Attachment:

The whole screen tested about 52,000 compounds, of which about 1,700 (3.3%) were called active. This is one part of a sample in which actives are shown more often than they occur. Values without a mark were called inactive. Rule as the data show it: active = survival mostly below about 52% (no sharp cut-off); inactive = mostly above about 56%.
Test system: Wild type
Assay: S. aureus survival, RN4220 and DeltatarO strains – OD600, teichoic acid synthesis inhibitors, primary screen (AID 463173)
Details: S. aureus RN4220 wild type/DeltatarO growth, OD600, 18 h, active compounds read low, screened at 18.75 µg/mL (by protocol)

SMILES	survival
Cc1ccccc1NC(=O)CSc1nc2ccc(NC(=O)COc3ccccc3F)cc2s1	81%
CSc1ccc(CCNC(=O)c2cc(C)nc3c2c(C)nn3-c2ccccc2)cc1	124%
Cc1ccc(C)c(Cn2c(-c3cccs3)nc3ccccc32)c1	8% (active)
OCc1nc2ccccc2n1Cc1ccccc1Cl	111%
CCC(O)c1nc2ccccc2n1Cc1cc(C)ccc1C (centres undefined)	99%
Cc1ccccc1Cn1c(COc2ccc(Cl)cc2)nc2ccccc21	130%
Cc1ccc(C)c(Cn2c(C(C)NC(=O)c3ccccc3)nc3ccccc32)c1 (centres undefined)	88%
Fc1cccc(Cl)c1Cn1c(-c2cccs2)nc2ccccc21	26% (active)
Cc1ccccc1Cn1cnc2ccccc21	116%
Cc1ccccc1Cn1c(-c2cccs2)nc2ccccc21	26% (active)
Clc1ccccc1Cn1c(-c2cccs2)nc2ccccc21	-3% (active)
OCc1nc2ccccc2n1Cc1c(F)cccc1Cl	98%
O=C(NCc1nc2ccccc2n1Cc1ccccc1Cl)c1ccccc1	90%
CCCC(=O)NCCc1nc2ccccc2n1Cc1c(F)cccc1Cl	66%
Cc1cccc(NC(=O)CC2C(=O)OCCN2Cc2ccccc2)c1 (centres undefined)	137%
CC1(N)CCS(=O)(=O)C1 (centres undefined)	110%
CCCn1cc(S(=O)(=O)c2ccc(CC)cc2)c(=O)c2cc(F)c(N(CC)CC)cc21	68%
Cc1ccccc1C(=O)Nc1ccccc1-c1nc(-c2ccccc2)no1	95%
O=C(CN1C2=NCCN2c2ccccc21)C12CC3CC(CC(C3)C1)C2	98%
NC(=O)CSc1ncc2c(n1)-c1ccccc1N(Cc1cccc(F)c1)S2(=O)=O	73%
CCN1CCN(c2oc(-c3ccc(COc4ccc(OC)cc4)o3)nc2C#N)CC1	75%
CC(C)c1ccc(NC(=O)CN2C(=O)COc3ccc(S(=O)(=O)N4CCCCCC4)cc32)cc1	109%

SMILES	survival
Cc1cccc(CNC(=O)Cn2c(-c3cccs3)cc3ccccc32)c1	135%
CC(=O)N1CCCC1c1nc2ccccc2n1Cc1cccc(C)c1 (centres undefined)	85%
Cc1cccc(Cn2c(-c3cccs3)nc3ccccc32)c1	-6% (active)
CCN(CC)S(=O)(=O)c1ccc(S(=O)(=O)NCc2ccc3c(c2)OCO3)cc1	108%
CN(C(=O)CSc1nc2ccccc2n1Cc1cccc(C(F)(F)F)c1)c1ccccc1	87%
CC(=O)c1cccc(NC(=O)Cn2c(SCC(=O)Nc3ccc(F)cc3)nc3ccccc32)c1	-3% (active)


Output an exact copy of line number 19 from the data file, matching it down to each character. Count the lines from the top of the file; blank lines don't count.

CCCC(=O)NCCc1nc2ccccc2n1Cc1c(F)cccc1Cl	66%